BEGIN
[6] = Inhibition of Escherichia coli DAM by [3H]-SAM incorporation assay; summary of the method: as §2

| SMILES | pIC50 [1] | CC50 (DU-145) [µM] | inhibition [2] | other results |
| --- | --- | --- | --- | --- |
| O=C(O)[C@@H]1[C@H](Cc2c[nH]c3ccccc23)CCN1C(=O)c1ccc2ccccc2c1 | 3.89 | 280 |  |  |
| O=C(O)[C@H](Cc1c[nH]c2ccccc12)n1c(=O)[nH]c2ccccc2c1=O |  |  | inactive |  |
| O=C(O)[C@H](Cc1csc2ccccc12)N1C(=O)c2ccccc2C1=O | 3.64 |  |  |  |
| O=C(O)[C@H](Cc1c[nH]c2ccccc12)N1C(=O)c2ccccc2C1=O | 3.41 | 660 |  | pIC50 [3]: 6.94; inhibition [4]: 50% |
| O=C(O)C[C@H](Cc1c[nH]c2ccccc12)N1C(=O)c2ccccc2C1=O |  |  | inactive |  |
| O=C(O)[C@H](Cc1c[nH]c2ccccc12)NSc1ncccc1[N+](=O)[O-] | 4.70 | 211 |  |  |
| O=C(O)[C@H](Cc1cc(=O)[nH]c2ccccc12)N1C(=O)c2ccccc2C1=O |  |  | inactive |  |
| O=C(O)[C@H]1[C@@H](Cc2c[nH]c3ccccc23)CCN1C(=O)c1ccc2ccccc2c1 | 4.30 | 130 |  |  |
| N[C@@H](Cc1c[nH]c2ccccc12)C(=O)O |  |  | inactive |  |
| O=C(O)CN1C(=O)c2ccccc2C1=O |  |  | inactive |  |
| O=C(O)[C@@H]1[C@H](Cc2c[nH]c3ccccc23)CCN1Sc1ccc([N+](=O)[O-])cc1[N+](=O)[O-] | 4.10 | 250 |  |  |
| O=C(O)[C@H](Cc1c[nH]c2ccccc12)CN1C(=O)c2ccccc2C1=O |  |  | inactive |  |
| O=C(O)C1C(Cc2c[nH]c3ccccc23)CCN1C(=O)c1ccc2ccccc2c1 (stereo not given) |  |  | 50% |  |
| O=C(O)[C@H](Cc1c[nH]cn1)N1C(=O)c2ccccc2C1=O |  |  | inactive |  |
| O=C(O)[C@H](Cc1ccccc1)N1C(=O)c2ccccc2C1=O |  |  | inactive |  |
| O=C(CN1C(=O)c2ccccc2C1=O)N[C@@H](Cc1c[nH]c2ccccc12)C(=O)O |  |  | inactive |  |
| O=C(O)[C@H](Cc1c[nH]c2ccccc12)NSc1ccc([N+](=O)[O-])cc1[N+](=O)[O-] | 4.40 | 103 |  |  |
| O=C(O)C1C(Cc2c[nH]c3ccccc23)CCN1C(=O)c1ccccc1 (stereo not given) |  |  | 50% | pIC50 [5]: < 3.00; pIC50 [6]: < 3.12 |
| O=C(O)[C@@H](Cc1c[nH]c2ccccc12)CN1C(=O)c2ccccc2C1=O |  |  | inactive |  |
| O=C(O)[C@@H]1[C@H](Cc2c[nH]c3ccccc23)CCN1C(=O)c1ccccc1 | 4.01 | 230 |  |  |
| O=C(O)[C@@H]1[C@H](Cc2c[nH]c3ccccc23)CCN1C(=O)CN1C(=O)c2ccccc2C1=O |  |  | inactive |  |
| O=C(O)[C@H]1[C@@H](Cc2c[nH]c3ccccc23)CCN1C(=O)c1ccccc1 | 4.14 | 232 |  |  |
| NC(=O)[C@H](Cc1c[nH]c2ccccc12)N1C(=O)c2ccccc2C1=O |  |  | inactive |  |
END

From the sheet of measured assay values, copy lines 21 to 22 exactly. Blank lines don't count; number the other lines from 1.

| O=C(O)C1C(Cc2c[nH]c3ccccc23)CCN1C(=O)c1ccccc1 (stereo not given) |  |  | 50% | pIC50 [5]: < 3.00; pIC50 [6]: < 3.12 |
| O=C(O)[C@@H](Cc1c[nH]c2ccccc12)CN1C(=O)c2ccccc2C1=O |  |  | inactive |  |